It's not too difficult to understand why people like to ride rollercoasters. An illusion of danger is always addictive, as is the thrill of being thrown from axis to axis, brain sloshing as it bats away fight/flight conundrums from a spitting adrenal gland. Indeed, blurrily glimpsing your own high-speed death with nothing but a taut plastic harness and the promise of a flimsy hotdog bought from a man in a chicken suit on the ground for comfort, helps sharpen life's focus.
Likewise, it's not too difficult to understand why people like to design rollercoasters. We've all known the sadistic glee of burning ants with a magnifying glass and hot sun. Rollercoaster designers must be the same - albeit adults with architectural degrees and now the ants are holidaying children and the hot sun is steel girders, physics and fearsome 125kph maths.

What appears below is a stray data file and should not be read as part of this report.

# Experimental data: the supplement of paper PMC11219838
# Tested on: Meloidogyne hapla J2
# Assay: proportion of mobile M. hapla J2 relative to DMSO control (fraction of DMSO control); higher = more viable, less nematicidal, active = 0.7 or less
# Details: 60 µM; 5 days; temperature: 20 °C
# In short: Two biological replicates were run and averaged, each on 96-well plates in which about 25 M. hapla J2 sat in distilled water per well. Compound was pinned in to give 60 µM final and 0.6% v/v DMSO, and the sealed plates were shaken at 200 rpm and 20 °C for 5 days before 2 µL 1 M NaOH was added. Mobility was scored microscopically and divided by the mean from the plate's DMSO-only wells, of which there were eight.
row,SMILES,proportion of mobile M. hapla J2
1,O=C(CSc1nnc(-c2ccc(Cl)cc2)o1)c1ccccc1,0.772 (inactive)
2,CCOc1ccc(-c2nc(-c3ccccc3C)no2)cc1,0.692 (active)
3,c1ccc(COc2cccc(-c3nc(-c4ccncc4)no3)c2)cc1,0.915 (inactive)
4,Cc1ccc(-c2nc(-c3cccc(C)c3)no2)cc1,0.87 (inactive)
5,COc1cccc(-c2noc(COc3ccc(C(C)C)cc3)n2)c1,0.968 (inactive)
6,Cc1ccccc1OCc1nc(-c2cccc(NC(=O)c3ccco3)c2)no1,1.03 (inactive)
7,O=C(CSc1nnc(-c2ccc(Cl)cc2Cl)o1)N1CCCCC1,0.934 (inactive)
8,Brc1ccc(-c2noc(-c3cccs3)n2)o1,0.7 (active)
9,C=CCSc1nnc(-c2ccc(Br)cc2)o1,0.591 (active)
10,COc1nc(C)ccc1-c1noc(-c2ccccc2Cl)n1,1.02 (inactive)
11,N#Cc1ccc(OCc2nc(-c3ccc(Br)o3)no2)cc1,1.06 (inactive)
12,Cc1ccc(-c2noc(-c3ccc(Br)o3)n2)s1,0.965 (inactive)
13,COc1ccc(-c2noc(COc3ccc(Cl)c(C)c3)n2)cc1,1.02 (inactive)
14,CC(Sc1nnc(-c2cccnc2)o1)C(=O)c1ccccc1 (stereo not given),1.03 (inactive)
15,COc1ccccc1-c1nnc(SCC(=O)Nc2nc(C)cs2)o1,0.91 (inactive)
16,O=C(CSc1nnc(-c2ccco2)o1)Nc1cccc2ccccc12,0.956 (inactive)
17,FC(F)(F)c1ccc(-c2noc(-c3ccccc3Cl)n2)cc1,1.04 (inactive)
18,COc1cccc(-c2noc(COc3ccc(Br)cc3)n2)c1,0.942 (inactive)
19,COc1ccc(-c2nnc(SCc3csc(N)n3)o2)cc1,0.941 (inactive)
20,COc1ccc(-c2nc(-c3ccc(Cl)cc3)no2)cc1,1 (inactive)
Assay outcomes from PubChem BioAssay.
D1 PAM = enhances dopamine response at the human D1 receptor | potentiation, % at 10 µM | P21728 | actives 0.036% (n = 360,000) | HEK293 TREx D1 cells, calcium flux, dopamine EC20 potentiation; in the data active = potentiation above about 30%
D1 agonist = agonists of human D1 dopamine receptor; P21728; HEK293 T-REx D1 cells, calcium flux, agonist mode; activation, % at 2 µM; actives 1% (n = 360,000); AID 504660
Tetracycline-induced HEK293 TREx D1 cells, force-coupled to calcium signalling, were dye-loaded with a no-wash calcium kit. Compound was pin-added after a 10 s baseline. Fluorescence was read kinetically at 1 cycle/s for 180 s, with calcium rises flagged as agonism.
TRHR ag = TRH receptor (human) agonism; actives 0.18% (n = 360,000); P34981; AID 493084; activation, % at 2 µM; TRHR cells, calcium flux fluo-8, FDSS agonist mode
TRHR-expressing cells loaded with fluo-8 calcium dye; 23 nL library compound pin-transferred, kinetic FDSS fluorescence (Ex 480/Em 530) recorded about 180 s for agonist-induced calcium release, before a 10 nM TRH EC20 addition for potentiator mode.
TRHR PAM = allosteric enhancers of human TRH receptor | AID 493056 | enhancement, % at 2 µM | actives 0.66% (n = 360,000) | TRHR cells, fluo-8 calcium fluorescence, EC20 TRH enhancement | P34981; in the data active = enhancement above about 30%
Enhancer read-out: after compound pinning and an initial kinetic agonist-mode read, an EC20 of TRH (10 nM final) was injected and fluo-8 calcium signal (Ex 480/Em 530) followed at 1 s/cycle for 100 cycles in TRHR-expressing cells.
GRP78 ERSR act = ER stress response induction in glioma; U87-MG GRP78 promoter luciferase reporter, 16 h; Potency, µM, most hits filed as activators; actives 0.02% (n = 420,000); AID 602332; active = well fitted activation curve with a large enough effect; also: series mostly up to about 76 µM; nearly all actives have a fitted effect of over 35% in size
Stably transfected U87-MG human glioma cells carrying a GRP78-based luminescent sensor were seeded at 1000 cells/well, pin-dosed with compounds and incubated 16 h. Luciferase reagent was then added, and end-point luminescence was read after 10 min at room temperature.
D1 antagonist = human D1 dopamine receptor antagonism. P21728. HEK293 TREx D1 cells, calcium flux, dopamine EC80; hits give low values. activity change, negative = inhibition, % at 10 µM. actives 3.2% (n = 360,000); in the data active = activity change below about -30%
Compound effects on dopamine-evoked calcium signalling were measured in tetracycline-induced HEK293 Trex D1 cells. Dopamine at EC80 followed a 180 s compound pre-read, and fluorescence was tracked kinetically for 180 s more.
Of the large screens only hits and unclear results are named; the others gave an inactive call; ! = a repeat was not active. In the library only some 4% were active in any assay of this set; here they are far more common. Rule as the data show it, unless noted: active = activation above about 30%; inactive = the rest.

But understanding people who design games that allow people to design rollercoasters for virtual people to ride on is getting beyond us. As, it turns out, are their games. Despite the easy-going origins in Bullfrog's Theme Park, the genre has lately become bound up in microscopic management of dry business stats, the balancing of virtual profit margins and keen demographic profiling rather than the innocent fun of burning children. Er... Ants. It's become a niche within a niche and so, it's a pleasant surprise to find this game from Frontier, the developer behind Rollercoaster Tycoon 3, is more concerned with the funfair candyfloss and mini-games than making you do an approximation of your real life job at home.